Yes, it's sad that despite the years of research and millions of dollars spent, there's no AIDS cure and there's no preventive vaccine; but saddest yet would be to ignore the real possibility for real control of AIDS in the foreseeable future.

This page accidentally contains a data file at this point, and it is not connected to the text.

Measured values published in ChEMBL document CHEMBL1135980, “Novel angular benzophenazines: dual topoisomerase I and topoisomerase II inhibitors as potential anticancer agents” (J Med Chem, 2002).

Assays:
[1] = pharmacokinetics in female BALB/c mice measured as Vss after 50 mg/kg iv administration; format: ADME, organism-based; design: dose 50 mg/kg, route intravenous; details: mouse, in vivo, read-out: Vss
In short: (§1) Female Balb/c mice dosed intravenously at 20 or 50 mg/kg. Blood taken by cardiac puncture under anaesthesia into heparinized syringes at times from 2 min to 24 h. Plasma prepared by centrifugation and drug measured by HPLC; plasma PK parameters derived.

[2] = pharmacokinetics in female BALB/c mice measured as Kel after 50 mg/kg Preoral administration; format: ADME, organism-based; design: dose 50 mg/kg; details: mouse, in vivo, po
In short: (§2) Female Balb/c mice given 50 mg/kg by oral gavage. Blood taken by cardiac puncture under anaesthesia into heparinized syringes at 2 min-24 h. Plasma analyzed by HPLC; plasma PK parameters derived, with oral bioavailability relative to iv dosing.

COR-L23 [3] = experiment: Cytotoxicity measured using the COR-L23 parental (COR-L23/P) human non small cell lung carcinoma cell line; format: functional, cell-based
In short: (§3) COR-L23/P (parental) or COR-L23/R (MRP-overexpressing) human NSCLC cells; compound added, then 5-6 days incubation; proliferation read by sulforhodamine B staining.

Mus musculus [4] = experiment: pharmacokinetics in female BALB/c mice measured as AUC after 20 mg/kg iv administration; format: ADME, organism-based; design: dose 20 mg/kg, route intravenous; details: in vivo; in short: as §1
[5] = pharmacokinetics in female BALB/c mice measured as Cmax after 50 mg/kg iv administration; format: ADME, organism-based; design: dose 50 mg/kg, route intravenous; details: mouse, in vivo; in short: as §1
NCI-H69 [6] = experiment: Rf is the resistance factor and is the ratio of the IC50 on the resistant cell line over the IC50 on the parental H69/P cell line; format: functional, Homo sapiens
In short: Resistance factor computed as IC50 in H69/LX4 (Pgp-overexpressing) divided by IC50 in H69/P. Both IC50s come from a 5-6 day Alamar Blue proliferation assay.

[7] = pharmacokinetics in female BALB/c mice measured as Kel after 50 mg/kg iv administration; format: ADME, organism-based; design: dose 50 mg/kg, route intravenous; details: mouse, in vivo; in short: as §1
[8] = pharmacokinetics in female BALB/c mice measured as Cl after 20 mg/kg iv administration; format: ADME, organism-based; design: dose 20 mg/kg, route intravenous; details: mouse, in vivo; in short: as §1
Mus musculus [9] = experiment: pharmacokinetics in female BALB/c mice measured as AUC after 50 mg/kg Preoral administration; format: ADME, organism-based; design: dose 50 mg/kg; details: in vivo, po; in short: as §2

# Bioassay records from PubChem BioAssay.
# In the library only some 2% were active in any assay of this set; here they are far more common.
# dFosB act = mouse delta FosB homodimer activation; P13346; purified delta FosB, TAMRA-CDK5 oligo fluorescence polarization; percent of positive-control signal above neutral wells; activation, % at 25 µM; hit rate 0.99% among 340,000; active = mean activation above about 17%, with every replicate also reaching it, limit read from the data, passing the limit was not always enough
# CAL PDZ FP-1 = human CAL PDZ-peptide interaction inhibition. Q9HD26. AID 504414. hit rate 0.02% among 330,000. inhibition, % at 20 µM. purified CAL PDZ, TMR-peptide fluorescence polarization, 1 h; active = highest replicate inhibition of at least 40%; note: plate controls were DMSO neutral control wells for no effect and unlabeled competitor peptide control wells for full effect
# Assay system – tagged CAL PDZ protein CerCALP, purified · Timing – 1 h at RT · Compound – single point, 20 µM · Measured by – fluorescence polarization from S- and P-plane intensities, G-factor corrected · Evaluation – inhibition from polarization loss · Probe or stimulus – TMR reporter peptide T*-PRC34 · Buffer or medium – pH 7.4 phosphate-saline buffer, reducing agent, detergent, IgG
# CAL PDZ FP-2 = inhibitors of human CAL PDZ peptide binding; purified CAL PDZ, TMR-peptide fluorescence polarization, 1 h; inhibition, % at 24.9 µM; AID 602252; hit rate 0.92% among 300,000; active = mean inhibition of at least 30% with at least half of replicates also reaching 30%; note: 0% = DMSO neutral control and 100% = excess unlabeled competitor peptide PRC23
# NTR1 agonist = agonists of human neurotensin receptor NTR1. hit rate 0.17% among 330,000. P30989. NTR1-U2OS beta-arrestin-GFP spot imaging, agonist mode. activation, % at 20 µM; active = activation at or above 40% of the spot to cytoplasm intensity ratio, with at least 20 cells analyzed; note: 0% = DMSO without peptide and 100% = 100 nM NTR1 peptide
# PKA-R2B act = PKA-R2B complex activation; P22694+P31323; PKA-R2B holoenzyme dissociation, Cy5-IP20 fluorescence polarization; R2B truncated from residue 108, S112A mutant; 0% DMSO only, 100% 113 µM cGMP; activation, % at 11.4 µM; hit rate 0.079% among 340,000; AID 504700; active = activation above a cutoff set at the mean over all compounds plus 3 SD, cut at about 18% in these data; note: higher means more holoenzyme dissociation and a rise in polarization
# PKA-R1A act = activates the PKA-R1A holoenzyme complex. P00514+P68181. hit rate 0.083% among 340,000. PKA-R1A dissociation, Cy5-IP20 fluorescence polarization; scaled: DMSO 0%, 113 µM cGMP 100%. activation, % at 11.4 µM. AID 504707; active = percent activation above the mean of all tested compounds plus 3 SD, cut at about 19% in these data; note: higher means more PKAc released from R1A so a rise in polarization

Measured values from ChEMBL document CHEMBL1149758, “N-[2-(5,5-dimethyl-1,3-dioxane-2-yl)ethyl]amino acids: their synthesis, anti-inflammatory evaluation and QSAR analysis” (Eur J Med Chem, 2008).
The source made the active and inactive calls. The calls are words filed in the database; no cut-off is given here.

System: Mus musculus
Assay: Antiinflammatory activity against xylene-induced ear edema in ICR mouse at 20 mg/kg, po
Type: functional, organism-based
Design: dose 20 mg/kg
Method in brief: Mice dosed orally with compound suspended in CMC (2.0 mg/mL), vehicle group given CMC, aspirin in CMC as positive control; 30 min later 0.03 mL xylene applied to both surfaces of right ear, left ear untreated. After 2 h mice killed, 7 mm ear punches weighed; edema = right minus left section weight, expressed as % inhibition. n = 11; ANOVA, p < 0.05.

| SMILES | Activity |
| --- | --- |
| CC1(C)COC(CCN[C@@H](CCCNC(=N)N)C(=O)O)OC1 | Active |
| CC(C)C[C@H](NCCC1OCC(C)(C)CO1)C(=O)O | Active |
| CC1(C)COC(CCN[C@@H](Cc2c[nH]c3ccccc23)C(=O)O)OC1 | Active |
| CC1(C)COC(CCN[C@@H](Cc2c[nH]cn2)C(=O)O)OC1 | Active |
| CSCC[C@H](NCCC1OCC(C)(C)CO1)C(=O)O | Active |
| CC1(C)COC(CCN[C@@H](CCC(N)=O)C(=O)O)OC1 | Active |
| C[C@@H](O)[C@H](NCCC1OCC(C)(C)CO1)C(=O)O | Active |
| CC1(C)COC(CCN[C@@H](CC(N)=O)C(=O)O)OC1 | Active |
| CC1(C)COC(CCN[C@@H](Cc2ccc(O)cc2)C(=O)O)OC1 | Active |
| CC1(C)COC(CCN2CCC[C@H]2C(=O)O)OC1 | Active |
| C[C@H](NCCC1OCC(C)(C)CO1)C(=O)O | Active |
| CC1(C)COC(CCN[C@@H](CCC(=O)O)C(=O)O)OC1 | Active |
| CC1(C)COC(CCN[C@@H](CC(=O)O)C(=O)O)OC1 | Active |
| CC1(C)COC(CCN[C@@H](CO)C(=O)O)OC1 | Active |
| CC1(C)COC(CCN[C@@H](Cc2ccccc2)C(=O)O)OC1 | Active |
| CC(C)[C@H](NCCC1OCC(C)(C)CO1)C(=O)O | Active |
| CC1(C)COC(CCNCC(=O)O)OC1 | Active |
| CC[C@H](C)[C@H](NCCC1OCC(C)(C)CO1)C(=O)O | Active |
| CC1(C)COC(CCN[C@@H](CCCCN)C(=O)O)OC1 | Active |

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Through its six days of presentations for 19,000 attendees, hundreds of seminars and more than 4,000 scientific 'posters' examining every aspect of AIDS, the single message that stands out from the XVIII International AIDS Conference, which ended in Vienna last week, is the cumulative progress on every front -- prevention, treatment, basic science and human rights. Changes in human behavior once considered unlikely, from condom use to adult circumcision (which halves men's risk of contracting HIV heterosexually), are now so widespread that in 21 of 25 of African nations where AIDS is worst, infection rates of young adults have fallen by 25% or more. Key government policies are changing so fundamentally that a list of nations -- including Vietnam, China, and the Ukraine -- which utterly derided drug treatment as coddling addicts are beginning the treatment programs that will lower both their HIV and addiction rates. The antiretroviral medications (ARVs) which, in the past decade, came into wide use as the first effective AIDS treatment have turned out to have an unexpected bonus; their ability to suppress the virus to very low levels not only increases lifespan, but slash the prospects that a person with HIV/AIDS will transmit the virus sexually. In studies of heterosexual couples, for example, where one partner is HIV+ and the other is not, ARV use by the partner with HIV/AIDS appears to offer better protection to the partner who does not have HIV than condoms. No doubt this is partly because people sometimes "forget" to use condoms, but it is still a very important finding.